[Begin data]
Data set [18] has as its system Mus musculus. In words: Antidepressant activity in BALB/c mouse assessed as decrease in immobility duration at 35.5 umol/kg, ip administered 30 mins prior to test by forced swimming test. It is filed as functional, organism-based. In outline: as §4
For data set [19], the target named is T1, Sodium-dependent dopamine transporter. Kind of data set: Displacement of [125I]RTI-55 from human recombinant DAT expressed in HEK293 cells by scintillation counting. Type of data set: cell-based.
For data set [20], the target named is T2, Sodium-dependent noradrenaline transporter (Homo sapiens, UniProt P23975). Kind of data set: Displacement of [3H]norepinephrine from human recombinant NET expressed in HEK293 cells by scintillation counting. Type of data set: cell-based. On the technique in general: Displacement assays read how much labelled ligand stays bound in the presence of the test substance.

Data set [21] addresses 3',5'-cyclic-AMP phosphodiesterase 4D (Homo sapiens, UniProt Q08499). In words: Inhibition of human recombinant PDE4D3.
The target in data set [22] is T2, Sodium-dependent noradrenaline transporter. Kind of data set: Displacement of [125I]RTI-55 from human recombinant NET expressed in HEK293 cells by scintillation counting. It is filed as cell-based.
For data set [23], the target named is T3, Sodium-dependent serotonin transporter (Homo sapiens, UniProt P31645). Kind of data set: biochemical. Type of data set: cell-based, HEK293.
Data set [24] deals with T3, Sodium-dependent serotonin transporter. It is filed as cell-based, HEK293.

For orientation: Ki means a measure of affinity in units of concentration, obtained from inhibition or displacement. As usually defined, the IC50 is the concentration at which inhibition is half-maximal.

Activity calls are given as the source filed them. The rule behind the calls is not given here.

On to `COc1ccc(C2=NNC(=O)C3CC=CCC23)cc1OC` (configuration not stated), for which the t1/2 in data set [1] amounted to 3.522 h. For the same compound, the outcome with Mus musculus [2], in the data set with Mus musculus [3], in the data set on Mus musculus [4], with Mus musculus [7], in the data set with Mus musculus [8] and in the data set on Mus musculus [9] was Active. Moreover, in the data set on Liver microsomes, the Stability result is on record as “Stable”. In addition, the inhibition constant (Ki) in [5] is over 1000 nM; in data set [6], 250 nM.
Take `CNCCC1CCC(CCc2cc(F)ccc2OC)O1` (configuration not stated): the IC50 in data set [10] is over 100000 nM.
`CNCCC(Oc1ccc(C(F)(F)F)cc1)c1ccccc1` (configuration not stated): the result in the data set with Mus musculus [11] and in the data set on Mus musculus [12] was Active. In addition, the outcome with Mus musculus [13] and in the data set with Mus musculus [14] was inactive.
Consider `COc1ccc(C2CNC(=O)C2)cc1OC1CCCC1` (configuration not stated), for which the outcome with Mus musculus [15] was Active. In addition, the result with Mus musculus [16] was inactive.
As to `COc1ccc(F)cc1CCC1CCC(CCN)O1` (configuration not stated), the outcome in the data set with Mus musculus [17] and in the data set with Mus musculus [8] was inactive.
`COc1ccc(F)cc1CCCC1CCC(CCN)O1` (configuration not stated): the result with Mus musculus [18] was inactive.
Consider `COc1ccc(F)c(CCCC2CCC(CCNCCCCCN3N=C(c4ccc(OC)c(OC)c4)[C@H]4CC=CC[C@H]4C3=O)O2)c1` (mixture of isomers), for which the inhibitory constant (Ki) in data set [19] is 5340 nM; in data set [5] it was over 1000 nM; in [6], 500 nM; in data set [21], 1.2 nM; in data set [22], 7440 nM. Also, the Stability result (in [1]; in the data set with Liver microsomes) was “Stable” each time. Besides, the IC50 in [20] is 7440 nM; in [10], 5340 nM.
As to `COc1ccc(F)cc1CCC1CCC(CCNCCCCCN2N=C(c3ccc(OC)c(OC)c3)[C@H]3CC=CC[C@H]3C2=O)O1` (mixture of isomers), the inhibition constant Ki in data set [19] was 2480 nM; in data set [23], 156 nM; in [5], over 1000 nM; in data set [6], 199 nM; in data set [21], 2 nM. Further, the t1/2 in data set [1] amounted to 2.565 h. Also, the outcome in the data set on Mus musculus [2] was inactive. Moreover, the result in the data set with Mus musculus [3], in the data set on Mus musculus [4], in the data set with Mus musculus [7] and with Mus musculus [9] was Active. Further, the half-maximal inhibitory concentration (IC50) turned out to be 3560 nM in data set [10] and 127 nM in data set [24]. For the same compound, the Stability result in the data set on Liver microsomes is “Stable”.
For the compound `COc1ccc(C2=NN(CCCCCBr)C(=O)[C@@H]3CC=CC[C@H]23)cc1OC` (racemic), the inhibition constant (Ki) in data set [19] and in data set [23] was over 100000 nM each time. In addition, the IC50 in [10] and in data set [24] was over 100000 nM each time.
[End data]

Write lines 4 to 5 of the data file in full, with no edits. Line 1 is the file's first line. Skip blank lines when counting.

Data set [21] addresses 3',5'-cyclic-AMP phosphodiesterase 4D (Homo sapiens, UniProt Q08499). In words: Inhibition of human recombinant PDE4D3.
The target in data set [22] is T2, Sodium-dependent noradrenaline transporter. Kind of data set: Displacement of [125I]RTI-55 from human recombinant NET expressed in HEK293 cells by scintillation counting. It is filed as cell-based.